[P5] A. Kulmala, S. Repo and P. Järventausta, "Coordinated voltage control in distribution networks including several distributed energy resources, " accepted for IEEE Trans.
[P6] A. Kulmala, K. Mäki, S. Repo and P. Järventausta, "Network interconnection studies of distributed generation, " in Proc. IFAC Symposium on Power Plants and Power Systems Control, Tampere, Finland, July 2009.
[P7] A. Kulmala, K. Mäki, S. Repo and P. Järventausta, "Including active voltage level management in planning of distribution networks with distributed generation, " in Proc. Power Tech 2009, Bucharest, Romania, July 2009.
[P8] A. Kulmala, S. Repo and P. Järventausta, "Using statistical distribution network planning for voltage control method selection," in Proc. IET Conf. on Renewable Power Generation, Edinburgh, UK, Sept. 2011.
LIST OF ABBREVIATIONS AC Alternating current AMR Automatic meter reading ANM Active network management AVC relay Automatic voltage control relay AVR Automatic voltage regulator CHP Combined heat and power CIS Customer information system CVC Coordinated voltage control
DB Dead band
DC Direct current
DG Distributed generation DER Distributed energy resource DMS Distribution management system DNO Distribution network operator HV High voltage
IT Information technology
LP Linear programming
LV Low voltage
MINLP Mixed-integer nonlinear programming MPPT Maximum power point tracking
MV Medium voltage
NIS Network information system NLP Nonlinear programming OLTC On load tap changer PFC Power factor correction
pu Per unit
rms Root mean square
RTDS Real Time Digital Simulator
SCADA Supervisory Control and Data Acquisition STATCOM Static synchronous compensator
SVC Static VAr compensator TSO Transmission system operator
LIST OF SYMBOLS
Ccur Lost income due to generation curtailment Closses Cost of losses
j Imaginary unit
kp Coefficient related to excess probability p m Main transformer tap changer position
mmax Maximum position of the main transformer tap changer mmin Minimum position of the main transformer tap changer marg Safety margin used in substation voltage control n Number of network nodes
P Real power
Pactivei Real power of the ith active resource
Pactiveimax Maximum real power of the ith active resource
Pactiveimin Minimum real power of the ith active resource
Pcur Curtailed generation
Pgen,i Generated real power at the ith node
Pi Injected real power at the ith node
Pload,i Consumed real power at the ith node
Plosses Real power losses
Pm Mean real power
Pp Real power having excess probability of p %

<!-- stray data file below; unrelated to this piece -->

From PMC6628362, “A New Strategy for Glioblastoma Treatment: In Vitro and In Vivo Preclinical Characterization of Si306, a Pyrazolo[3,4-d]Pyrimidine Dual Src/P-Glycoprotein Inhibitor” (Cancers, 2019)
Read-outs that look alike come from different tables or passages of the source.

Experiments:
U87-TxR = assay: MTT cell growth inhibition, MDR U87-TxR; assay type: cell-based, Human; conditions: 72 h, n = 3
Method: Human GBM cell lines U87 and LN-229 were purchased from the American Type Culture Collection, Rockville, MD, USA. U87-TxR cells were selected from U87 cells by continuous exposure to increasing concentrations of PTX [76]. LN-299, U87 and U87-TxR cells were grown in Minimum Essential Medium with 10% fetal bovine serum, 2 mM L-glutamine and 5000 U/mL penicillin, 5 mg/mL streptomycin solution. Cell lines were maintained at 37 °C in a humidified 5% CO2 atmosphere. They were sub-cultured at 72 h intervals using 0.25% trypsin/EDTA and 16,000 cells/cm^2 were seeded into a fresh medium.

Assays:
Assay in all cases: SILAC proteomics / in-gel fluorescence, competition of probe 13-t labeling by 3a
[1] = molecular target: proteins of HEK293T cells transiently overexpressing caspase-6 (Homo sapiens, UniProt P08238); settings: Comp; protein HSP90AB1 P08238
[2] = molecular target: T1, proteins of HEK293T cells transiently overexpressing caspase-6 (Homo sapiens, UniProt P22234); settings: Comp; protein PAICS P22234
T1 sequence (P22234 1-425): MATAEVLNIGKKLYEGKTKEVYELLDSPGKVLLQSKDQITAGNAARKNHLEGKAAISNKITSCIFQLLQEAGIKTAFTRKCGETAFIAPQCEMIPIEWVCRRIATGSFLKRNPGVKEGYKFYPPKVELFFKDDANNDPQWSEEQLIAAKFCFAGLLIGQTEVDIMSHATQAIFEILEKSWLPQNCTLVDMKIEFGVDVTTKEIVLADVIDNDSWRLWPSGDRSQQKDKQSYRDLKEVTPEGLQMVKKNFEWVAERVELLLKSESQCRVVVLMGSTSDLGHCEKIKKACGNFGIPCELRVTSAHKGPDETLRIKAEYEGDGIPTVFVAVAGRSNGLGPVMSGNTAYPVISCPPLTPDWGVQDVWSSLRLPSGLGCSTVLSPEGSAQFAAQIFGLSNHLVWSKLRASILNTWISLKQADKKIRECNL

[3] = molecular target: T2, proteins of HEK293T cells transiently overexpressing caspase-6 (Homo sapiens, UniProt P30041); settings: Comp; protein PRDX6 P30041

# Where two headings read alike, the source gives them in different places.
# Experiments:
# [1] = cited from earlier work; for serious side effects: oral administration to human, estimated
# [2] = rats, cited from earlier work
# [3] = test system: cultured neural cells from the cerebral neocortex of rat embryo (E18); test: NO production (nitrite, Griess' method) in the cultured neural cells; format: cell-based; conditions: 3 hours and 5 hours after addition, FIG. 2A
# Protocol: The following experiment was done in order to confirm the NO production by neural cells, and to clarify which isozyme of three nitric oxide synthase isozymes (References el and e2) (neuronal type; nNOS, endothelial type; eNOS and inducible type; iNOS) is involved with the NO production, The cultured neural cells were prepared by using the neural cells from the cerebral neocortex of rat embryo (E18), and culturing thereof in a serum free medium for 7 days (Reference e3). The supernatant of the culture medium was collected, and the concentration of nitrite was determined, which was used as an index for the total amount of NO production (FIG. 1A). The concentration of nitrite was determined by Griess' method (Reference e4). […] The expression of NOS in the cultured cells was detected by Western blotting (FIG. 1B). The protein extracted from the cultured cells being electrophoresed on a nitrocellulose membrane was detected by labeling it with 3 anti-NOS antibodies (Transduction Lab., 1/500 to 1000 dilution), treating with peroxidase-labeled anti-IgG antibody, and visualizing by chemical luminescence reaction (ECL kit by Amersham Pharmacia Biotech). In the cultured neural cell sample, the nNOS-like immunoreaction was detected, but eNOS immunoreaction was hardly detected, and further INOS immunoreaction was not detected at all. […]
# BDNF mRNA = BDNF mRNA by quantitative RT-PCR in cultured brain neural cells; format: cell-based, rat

Q Reactive power
Qactivei Reactive power of the ith active resource
Qactiveimax Maximum reactive power of the ith active resource
Qactiveimin Minimum reactive power of the ith active resource
Qgen,i Generated reactive power at the ith node
Qi Injected reactive power at the ith node
Qload,i Consumed reactive power at the ith node
S Voltage sensitivity
Sij Apparent power flow in branch between nodes i and j
Sijmax Maximum allowed apparent power flow in branch between nodes i and j
tap Main transformer tap step
uc Vector of continuous control variables ud Vector of discrete control variables
V Node voltage vector [V1ejd1,…,Vnejdn]
Vlower Feeder voltage lower limit
Vmax Maximum network voltage Vmin Minimum network voltage
Vn Nominal voltage
Vref Reference voltage of substation AVC relay
Vreflower Lower limit of the reference voltage of substation AVC relay Vrefupper Upper limit of the reference voltage of substation AVC relay Vss Substation voltage
Vupper Feeder voltage upper limit
x Vector of dependent variables Ybus Bus admittance matrix
d Voltage angle
s Standard deviation
In the traditional power system, electricity is produced in large centralized power plants. The electricity is then transferred to the loads using the transmission and distribution networks.
The distribution networks are planned and controlled using the assumption that power flow is unidirectional and that all components connected to distribution networks are passive i.e.
their operation does not depend on the network state.
The European Union has set ambitious targets of 20 % share of energy from renewable sources by 2020  to reduce greenhouse emissions and dependency on imported energy. To meet the overall renewable energy target the share of renewable energy sources in electricity production needs to be substantially increased. Renewable electricity is often produced in relatively small power plants whose location is determined by external factors such as wind and solar resources and that are, therefore, often connected to distribution networks.
Moreover, deregulation of energy markets has made distribution network access available to all energy producers and the prices of small generating plants have reduced . Many countries have also set feed-in tariffs for renewable electricity production. Hence, the amount of distributed generation (DG) is constantly increasing. Also other distributed energy resources (DER) such as controllable loads, electric vehicles and energy storages are likely to become more common in distribution networks in the future decades. Some controllable heating loads already exist but they are, at present, controlled based on the time of day and not on the state of the distribution network. When DERs are connected to the currently passive distribution networks, the assumption of unidirectional power flows is no longer valid and the operational and planning principles of the networks need to be revised.
1.1 Motivation and objectives
Distributed generation affects the power flows and fault currents in distribution networks and can, therefore, cause problems related to voltage quality, protection and increasing fault levels. In weak distribution networks, the capacity of connected DG is usually limited by the voltage rise effect. At present, the voltage rise is usually mitigated by reinforcing the network and the operational principles of the network are not altered. This can, however, lead to relatively high connection costs of DG.